For those who follow the Catholic faith, Pope Francis is seen as a beacon of guidance and an example of goodness and oneness with God. However, despite his elevated status within the Church, one thing is for certain: the Pope is still very much human, and very capable of making mistakes.
On Sunday, while giving his weekly address in St. Peter’s Square, Pope Francis apparently ran into some pronunciation trouble when he mistakenly uttered the Italian word for “f**k”. Oops!
From The Telegraph:
“If each of us were to accumulate wealth not only for ourselves but to put at the service of others, in this f— [pause], in this case God’s providence would manifest itself in this gesture of solidarity,” he told a large crowd, delivering his ‘Angelus’ address from a window overlooking St Peter’s Square.
The 77-year-old Jesuit Pope corrected himself almost immediately after making the gaffe during the audience at the Vatican on Sunday, but it was posted by Italians on YouTube and other social media and has since spread round the world.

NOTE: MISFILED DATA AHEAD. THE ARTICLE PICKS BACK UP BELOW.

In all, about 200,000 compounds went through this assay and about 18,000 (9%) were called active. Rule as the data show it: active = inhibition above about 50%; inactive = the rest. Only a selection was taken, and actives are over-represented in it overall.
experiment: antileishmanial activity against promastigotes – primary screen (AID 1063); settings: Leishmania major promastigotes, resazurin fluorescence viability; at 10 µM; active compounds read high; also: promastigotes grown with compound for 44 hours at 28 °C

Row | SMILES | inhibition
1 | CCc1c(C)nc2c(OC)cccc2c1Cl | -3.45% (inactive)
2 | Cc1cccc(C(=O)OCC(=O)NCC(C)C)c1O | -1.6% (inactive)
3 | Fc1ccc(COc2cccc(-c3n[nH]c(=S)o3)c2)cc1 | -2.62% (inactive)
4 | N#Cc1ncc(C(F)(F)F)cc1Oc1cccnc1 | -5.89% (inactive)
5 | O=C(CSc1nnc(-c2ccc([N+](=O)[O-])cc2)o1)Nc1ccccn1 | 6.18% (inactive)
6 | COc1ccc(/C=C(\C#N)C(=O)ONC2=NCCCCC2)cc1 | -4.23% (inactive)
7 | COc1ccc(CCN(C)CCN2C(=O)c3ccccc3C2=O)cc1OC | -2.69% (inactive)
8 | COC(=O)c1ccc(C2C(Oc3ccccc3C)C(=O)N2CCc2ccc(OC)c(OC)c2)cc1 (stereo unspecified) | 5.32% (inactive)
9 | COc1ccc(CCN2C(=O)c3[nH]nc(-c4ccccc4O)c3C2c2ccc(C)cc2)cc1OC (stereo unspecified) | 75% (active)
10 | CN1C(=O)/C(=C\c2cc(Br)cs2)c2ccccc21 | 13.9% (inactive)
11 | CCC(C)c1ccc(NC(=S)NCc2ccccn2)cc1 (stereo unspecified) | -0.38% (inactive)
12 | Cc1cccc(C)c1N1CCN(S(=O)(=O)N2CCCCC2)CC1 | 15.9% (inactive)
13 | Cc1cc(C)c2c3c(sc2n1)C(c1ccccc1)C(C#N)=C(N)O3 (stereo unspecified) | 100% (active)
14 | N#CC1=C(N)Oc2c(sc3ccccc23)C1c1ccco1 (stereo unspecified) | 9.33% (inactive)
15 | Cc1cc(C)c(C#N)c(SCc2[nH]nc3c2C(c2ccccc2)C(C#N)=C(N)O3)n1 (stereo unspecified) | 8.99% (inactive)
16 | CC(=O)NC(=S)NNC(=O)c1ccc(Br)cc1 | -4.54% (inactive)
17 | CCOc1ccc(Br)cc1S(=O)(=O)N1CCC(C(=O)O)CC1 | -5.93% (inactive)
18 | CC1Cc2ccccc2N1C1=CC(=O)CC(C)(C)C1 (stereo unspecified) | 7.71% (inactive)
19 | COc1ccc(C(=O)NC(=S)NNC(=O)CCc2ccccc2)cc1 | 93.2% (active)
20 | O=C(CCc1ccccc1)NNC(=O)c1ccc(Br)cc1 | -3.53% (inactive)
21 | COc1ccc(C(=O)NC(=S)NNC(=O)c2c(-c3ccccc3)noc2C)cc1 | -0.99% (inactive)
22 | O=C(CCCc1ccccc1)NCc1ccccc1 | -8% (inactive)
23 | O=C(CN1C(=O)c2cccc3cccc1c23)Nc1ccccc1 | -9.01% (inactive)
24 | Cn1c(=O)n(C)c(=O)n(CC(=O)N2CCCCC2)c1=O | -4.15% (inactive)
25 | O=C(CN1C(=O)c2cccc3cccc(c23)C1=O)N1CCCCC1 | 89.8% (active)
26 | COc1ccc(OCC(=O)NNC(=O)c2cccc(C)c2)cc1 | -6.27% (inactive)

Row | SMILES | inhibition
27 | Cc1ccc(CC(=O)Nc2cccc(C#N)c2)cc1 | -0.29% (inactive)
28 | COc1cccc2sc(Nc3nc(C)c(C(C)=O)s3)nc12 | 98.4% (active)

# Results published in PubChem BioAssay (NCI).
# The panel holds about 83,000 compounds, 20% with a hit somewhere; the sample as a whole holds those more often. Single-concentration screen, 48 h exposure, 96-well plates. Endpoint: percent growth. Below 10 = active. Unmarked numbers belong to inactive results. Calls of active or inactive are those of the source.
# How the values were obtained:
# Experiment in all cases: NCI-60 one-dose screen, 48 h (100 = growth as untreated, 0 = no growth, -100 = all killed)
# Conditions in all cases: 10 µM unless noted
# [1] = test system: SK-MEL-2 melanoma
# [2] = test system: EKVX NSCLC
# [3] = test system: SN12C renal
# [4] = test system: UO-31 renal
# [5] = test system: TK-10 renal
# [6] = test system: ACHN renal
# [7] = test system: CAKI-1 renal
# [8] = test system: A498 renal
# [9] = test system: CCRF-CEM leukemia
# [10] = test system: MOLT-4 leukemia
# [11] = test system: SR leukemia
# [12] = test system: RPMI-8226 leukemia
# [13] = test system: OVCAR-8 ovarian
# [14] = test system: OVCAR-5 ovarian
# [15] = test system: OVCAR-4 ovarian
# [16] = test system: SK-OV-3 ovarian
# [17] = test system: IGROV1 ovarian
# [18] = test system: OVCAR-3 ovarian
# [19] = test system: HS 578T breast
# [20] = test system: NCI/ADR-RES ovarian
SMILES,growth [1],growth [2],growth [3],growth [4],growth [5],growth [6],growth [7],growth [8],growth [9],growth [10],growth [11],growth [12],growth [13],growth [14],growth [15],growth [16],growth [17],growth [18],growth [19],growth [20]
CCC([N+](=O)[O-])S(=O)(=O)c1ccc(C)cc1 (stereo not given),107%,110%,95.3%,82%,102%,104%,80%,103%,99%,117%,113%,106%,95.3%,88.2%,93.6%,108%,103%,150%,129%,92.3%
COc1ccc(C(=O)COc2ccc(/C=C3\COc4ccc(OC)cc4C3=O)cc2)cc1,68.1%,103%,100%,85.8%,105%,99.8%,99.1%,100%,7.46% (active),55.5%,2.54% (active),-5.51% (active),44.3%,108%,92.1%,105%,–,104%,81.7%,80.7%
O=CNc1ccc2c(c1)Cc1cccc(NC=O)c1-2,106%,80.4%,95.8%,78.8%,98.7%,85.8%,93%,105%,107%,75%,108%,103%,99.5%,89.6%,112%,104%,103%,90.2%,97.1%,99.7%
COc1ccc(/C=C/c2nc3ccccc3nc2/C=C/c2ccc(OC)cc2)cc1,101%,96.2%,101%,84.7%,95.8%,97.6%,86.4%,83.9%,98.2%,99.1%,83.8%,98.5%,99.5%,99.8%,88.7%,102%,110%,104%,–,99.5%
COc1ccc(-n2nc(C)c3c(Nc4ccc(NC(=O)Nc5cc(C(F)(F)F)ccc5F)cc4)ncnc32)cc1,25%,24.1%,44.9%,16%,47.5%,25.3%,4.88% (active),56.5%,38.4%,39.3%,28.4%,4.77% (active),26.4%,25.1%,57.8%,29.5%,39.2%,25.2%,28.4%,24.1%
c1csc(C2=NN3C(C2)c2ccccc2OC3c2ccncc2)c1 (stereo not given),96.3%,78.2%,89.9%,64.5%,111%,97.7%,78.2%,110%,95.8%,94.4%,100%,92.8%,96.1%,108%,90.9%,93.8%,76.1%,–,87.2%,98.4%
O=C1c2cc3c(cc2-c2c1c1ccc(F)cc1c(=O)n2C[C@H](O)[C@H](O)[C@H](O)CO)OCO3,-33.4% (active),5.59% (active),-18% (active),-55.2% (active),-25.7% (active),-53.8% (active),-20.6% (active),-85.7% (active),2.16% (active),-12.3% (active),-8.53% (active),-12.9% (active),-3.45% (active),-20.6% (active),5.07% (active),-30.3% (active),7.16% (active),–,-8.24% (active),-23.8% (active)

While simple mistakes like this often make us laugh in our daily lives, you have to wonder what all the uproar is about. Pope Francis – very obviously a holy man who is well-intentioned and attempting to give a religious sermon – unfortunately fell victim to faulty language skills, an issue which is quite understandable when considering that Italian is certainly not his first language (he is Argentinian by birth).
While such a misstep might make us chuckle privately, I think it says more about those who found it so incredulous than it does about the Catholic leader himself. After all, a mistake – especially one from which Francis quickly and graciously recovered – is just that: a quick stumble, after which one continues as normal. In this case, the Pope continued his address and completed it successfully and yet, rather than the message he preached that day, the only thing anyone can seem to remember is the fact that the Pope accidentally let an f-bomb slip. Real mature, guys.
Featured image via The Guardian